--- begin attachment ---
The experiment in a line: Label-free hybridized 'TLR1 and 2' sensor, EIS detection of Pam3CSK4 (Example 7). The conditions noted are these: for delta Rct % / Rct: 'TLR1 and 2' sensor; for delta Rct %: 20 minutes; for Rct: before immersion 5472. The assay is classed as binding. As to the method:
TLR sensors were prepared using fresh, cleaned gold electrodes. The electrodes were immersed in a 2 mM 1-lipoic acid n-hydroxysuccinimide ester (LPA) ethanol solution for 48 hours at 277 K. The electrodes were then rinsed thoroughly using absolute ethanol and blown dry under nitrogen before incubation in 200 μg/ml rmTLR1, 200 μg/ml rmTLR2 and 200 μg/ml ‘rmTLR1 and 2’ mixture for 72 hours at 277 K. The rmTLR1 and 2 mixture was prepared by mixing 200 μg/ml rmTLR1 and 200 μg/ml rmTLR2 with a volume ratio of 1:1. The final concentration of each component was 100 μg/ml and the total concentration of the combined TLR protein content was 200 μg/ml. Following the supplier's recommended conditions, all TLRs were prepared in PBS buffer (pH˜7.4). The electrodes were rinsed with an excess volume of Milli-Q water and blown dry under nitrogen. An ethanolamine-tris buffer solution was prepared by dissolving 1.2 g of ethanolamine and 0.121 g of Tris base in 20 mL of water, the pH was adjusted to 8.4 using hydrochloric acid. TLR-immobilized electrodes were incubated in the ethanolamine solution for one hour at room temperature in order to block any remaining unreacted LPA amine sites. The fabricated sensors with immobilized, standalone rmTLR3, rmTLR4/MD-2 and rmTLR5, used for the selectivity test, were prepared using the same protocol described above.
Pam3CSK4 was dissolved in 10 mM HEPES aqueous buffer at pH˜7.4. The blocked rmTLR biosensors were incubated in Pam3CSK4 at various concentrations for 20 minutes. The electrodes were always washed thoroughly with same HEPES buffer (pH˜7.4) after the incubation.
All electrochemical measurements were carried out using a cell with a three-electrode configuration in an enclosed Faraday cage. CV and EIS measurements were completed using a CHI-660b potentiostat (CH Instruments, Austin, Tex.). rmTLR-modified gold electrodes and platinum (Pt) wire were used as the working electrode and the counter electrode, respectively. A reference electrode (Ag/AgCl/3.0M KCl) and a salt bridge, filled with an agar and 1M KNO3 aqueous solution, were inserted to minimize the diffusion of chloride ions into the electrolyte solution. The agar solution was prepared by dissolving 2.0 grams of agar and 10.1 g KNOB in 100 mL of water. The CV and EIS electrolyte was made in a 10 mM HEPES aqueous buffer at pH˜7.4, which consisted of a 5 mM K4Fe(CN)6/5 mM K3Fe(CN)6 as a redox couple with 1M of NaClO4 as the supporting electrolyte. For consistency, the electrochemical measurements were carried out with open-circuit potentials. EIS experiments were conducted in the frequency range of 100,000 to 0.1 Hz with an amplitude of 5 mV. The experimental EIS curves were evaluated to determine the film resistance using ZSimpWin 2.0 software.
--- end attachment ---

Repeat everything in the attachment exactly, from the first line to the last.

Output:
The experiment in a line: Label-free hybridized 'TLR1 and 2' sensor, EIS detection of Pam3CSK4 (Example 7). The conditions noted are these: for delta Rct % / Rct: 'TLR1 and 2' sensor; for delta Rct %: 20 minutes; for Rct: before immersion 5472. The assay is classed as binding. As to the method:
TLR sensors were prepared using fresh, cleaned gold electrodes. The electrodes were immersed in a 2 mM 1-lipoic acid n-hydroxysuccinimide ester (LPA) ethanol solution for 48 hours at 277 K. The electrodes were then rinsed thoroughly using absolute ethanol and blown dry under nitrogen before incubation in 200 μg/ml rmTLR1, 200 μg/ml rmTLR2 and 200 μg/ml ‘rmTLR1 and 2’ mixture for 72 hours at 277 K. The rmTLR1 and 2 mixture was prepared by mixing 200 μg/ml rmTLR1 and 200 μg/ml rmTLR2 with a volume ratio of 1:1. The final concentration of each component was 100 μg/ml and the total concentration of the combined TLR protein content was 200 μg/ml. Following the supplier's recommended conditions, all TLRs were prepared in PBS buffer (pH˜7.4). The electrodes were rinsed with an excess volume of Milli-Q water and blown dry under nitrogen. An ethanolamine-tris buffer solution was prepared by dissolving 1.2 g of ethanolamine and 0.121 g of Tris base in 20 mL of water, the pH was adjusted to 8.4 using hydrochloric acid. TLR-immobilized electrodes were incubated in the ethanolamine solution for one hour at room temperature in order to block any remaining unreacted LPA amine sites. The fabricated sensors with immobilized, standalone rmTLR3, rmTLR4/MD-2 and rmTLR5, used for the selectivity test, were prepared using the same protocol described above.
Pam3CSK4 was dissolved in 10 mM HEPES aqueous buffer at pH˜7.4. The blocked rmTLR biosensors were incubated in Pam3CSK4 at various concentrations for 20 minutes. The electrodes were always washed thoroughly with same HEPES buffer (pH˜7.4) after the incubation.
All electrochemical measurements were carried out using a cell with a three-electrode configuration in an enclosed Faraday cage. CV and EIS measurements were completed using a CHI-660b potentiostat (CH Instruments, Austin, Tex.). rmTLR-modified gold electrodes and platinum (Pt) wire were used as the working electrode and the counter electrode, respectively. A reference electrode (Ag/AgCl/3.0M KCl) and a salt bridge, filled with an agar and 1M KNO3 aqueous solution, were inserted to minimize the diffusion of chloride ions into the electrolyte solution. The agar solution was prepared by dissolving 2.0 grams of agar and 10.1 g KNOB in 100 mL of water. The CV and EIS electrolyte was made in a 10 mM HEPES aqueous buffer at pH˜7.4, which consisted of a 5 mM K4Fe(CN)6/5 mM K3Fe(CN)6 as a redox couple with 1M of NaClO4 as the supporting electrolyte. For consistency, the electrochemical measurements were carried out with open-circuit potentials. EIS experiments were conducted in the frequency range of 100,000 to 0.1 Hz with an amplitude of 5 mV. The experimental EIS curves were evaluated to determine the film resistance using ZSimpWin 2.0 software.